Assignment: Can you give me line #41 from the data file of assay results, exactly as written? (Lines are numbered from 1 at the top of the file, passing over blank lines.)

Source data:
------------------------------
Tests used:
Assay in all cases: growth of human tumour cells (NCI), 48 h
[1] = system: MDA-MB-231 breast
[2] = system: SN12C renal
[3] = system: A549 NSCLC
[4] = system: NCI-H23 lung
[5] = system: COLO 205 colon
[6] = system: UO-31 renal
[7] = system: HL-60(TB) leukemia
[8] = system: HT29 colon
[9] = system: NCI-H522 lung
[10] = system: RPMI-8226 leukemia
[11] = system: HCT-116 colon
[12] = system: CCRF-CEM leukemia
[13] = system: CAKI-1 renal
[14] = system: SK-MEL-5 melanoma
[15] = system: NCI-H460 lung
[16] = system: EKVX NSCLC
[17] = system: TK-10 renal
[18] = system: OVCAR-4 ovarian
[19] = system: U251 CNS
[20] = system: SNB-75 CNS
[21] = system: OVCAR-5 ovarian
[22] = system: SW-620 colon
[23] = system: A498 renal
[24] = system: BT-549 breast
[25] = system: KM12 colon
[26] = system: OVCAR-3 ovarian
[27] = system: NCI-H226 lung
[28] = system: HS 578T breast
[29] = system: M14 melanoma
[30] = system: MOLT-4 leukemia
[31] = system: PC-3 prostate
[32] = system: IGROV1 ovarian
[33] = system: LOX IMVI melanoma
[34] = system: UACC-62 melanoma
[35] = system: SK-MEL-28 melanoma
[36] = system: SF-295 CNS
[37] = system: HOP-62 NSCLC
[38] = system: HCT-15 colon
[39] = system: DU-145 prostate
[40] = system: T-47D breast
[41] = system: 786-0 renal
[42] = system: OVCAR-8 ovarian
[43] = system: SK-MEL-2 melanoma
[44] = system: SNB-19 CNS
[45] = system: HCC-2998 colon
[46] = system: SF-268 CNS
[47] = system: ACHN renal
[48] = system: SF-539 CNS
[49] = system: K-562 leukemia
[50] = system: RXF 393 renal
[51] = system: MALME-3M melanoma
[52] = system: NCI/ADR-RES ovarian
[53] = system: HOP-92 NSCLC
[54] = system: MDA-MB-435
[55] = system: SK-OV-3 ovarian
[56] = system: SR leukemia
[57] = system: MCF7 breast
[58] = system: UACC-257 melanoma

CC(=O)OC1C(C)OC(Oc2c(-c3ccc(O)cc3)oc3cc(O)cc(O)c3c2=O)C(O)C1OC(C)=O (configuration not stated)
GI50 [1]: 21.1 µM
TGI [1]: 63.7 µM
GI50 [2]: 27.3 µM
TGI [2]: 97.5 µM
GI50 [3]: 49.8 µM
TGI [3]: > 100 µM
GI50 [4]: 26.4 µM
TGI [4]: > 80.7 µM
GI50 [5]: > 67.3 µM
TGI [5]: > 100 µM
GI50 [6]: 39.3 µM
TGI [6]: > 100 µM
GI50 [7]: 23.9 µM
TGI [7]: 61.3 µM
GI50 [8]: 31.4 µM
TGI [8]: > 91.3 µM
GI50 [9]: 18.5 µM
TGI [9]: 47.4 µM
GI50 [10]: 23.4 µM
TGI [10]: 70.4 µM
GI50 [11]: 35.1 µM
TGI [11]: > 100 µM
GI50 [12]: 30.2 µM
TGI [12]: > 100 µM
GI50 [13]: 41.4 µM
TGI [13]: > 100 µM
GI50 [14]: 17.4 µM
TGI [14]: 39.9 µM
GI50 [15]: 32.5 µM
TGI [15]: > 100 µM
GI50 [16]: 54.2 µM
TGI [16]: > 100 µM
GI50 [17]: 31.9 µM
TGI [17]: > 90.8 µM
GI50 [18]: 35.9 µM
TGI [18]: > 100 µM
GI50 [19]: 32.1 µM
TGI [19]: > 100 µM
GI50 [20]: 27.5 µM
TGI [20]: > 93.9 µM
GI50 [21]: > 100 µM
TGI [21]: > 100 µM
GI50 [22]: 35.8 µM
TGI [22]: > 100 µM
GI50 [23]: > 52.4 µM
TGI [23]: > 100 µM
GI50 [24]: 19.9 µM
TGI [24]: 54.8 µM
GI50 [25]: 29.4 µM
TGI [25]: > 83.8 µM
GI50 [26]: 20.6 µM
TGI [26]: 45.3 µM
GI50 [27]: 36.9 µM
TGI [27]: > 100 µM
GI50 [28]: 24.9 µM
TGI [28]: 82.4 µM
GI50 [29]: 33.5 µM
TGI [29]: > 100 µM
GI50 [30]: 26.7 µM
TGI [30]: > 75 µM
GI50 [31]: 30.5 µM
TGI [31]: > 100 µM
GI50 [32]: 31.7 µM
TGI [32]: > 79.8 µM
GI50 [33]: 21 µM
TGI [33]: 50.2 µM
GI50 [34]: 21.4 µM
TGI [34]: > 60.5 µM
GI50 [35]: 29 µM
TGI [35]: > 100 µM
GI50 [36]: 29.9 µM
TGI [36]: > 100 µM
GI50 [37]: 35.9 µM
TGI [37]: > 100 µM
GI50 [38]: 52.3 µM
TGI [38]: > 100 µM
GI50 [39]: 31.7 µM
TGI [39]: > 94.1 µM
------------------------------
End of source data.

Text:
[39] = system: DU-145 prostate